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Mystery of Purity Springs




Emily Northen







2018 Copyright





Chapter One


The shrill-beeping of the smoke detector jarred Bradley from a sound sleep. Untangling his arms from beneath the covers, he reached over, as was his habit, and slapped the alarm clock several times. To his dismay the shrill sound continued to beep.

Groggy, he was now confused at what was taking place. Tossing off the covers, he felt for his slippers using his big toes as he slowly ascended from the four-poster bed his endearing mother had given him just ten years ago for his twentieth birthday.

Yawning and rubbing the back of his neck, and naked as a blue-jay, except for his tan slippers, he stumbled through the darkness searching for the bedroom door, where he kept his power-blue robe. Slipping it on and tying it around his waist, he now proceeded through the door which led to the narrow hallway bathroom. Bradley was stopped by the sudden unbearable heat and loss of air as he opened the door.

He recoiled immediately as the thick gray-smoke penetrated his nostrils. Coughing and gasping for air he slammed the door shut and leapt backward.

Losing his footing, he fell hard upon the blue carpet, his eyes now stung from the smoke. His rubbing only caused irritation and swelling to set in which preceded the fear and panic he was now experiencing by a few minutes.

Part of the ceiling and plaster had now collapsed allowing heavy-black smoke to start pouring into the dark bedroom. Bradley crawled into a nearby shoe closet and closed the fragile door trying desperately to shield himself.

Splatters of fire now fell from the ceiling and soon engulfed the entire room. He felt the intense heat as the blaze started to burn and crack the outside of the closet door. The fire had consumed most of the oxygen as his lungs screamed for air. As death called for his soul, no life flashed before his eyes as some people have spoken of, only darkness as he passed out from lack of oxygen. Death comes for us all, sooner or later, and now it was Bradley’s time to meet Jesus, his heavenly maker.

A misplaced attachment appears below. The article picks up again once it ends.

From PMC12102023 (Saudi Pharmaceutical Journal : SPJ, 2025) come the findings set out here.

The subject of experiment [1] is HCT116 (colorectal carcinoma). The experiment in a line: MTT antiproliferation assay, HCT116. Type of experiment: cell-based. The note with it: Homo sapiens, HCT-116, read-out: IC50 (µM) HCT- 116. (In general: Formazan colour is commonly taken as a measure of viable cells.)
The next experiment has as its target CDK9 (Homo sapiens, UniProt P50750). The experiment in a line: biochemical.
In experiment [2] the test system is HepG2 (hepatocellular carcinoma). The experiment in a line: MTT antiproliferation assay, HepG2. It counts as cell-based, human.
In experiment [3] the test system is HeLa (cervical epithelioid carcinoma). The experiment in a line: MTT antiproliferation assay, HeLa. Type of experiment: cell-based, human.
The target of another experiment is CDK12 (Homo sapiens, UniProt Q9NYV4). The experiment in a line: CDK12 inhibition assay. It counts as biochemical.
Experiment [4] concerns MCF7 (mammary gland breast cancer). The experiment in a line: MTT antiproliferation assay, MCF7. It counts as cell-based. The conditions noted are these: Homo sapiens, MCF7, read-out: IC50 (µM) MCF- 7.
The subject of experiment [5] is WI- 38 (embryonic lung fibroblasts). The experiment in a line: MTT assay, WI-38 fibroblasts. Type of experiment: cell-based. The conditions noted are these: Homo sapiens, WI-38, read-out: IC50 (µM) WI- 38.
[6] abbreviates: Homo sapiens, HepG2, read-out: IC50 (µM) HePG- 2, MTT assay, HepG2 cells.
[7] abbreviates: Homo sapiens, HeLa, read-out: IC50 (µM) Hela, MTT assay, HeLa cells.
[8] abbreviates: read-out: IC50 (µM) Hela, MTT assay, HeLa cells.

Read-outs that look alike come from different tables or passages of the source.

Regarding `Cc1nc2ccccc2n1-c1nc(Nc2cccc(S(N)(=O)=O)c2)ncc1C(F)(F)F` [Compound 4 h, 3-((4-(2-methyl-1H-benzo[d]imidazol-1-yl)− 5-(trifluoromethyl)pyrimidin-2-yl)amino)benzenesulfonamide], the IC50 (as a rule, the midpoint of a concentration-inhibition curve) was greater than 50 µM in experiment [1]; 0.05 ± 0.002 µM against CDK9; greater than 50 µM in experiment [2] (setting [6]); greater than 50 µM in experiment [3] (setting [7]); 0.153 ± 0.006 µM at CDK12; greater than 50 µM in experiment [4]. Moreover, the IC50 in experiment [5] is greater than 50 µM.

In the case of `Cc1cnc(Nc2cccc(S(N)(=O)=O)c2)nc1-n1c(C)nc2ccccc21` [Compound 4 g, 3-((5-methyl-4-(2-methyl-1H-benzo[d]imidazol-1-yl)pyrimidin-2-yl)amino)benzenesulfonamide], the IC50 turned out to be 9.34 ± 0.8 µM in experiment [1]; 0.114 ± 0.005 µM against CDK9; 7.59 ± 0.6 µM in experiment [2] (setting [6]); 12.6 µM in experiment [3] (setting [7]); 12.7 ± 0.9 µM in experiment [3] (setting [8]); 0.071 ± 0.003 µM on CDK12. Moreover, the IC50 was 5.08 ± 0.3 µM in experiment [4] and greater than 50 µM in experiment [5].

The small-framed, one-bedroom house was engulfed in flames as the fire trucks rolled up, it was just a few minutes past midnight. Before the firefighters could even unroll their hoses the roof of the house was crumbling down into the center of what was left of the charred structure.

The fire marshal had been overheard to say if anyone was in there; they’re ‘dead as dead can be, may god rest their souls.’ It took less than an hour to bring what was left of the smoldering home under control. Burned to the ground, only the concrete frame still stood as evidence that a home had truly been there.

Shouts from the next-door neighbor could now be heard and alerted the firemen to the presence of a body laying next to a fence that divided the two houses. Old man Peppercorn was leaning over the three-foot wooden picket fence pointing at the naked man who was face down and not moving.

Bradley Richards was a tall, slender man with a small pot-belly. Short brown hair which matched his heavy brown eyes. No glasses or facial hair to be found as he enjoyed the clean-cut appearance as did most men in the year 1962. He wore short-sleeve white shirts with a long, thin tie, which usually matched the trousers he was wearing. Didn’t care much for a jacket or hat as he preferred the more laid-back approach to life.

As he awoke, his eyes finally focused in on the hospital room and bed he now found himself in. The last thing he remembered was crouching in the corner of the hot, smoky closet waiting for the Angel-of-Death to appear.

“You’re lucky to be alive,” Marie said as she fiddled with the fresh flowers, trying to get them into a small vase filled with tap-water. Finally managing to secure them, she placed them on the table next to his bed. “I know you dislike roses, but these were on sale at the pharmacy,” she grinned.

Bradley turned to face her, “My house, what about my house, is it gone?”

“Burned to the ground,” she replied, “Nothing left but a pile of ashes.” Marie laid the morning newspaper on the bed, “See for yourself, you made the front page.”

Sitting up, he surveyed his limbs, torso, and then felt his cheeks and touched his hair even to see what had been burned and how bad the burns were. To his shock and amazement there were none to be found. He sat for a moment in shear disbelief.

Marie watched him as he sat motionless, “What’s wrong?”

“Who pulled me from the burning house?” He now thought to ask.

“You weren’t in the house, they found you unconscious, completely nude except for a ratty old pair of house-shoes, next to the side yard fence. Not a scratch on you, just unconscious.” She explained.

“Wait a minute, there was no way I could have gotten myself out of that inferno, I was trapped in that small closet. I was a dead man, no way out, period.”

“Well honey, I don’t know what to tell you. You’re here, not a burn anywhere in sight, maybe what caused your unconsciousness caused you to forget running from the house.” She said with little fanfare.

Bradley shook his head in disbelief, “Somethings not right, I should be dead.”

“Well, you’re not dead, so let’s move on, shall we. The fire marshal said the fire was arson. The police have been notified and have started an investigation. Looks like someone wanted to Bar-B-Q your sweet little ass.” Marie said with a smirk on her face as she scooted a chair close and sat next to his bedside.

“Damnit Marie, you know I don’t like that kind of saucy talk,” As he pretended to fain disgust, for he, himself used foul and filthy language when he felt it was appropriate.